Nearly 200 more people would die yearly from respiratory problems if all vehicles in the United States ran on a mostly ethanol fuel blend by 2020, the research concludes. Of course, the study author acknowledges that such a quick and monumental shift to plant-based fuels is next to impossible.
Each year, about 4,700 people, according to the study's author, die from respiratory problems from ozone, the unseen component of smog along with small particles. Ethanol would raise ozone levels, particularly in certain regions of the country, including the Northeast and Los Angeles.
"It's not green in terms of air pollution," said study author Mark Jacobson, a Stanford University civil and environmental engineering professor. "If you want to use ethanol, fine, but don't do it based on health grounds. It's no better than gasoline, apparently slightly worse."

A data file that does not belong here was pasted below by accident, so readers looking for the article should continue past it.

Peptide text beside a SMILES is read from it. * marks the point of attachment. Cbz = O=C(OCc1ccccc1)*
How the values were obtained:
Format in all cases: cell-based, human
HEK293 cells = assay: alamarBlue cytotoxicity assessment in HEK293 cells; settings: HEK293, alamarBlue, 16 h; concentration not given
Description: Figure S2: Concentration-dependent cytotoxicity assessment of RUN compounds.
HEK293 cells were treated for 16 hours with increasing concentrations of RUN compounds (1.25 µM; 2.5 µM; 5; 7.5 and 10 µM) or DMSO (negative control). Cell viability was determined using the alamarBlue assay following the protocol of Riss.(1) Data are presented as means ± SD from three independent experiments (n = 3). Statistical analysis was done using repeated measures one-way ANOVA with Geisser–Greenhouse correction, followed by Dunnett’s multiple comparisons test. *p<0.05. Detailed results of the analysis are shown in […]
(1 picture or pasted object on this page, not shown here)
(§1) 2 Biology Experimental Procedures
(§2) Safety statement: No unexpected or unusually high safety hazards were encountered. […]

His study, based on a computer model, is published in today's online edition of the peer-reviewed journal Environmental Science and Technology and adds to the messy debate over ethanol.
Jacobson's study troubles some environmentalists, even those who work with him. Roland Hwang of the Natural Resources Defense Council said that ethanol, which cuts one of the key ingredients of smog and produces fewer greenhouse gases, is an important part of reducing all kinds of air pollution.
Jacobson's conclusion "is a provocative concept that is not workable," said Hwang, an engineer who used to work for California's state pollution control agency.
And Matt Hartwig, spokesman for the Renewable Fuels Association, the largest Washington ethanol lobby group, said other research and real-life data show "ethanol is a greener fuel than gasoline."
But Jacobson found that depends on where you live, with ethanol worsening the ozone problem in most urban areas.
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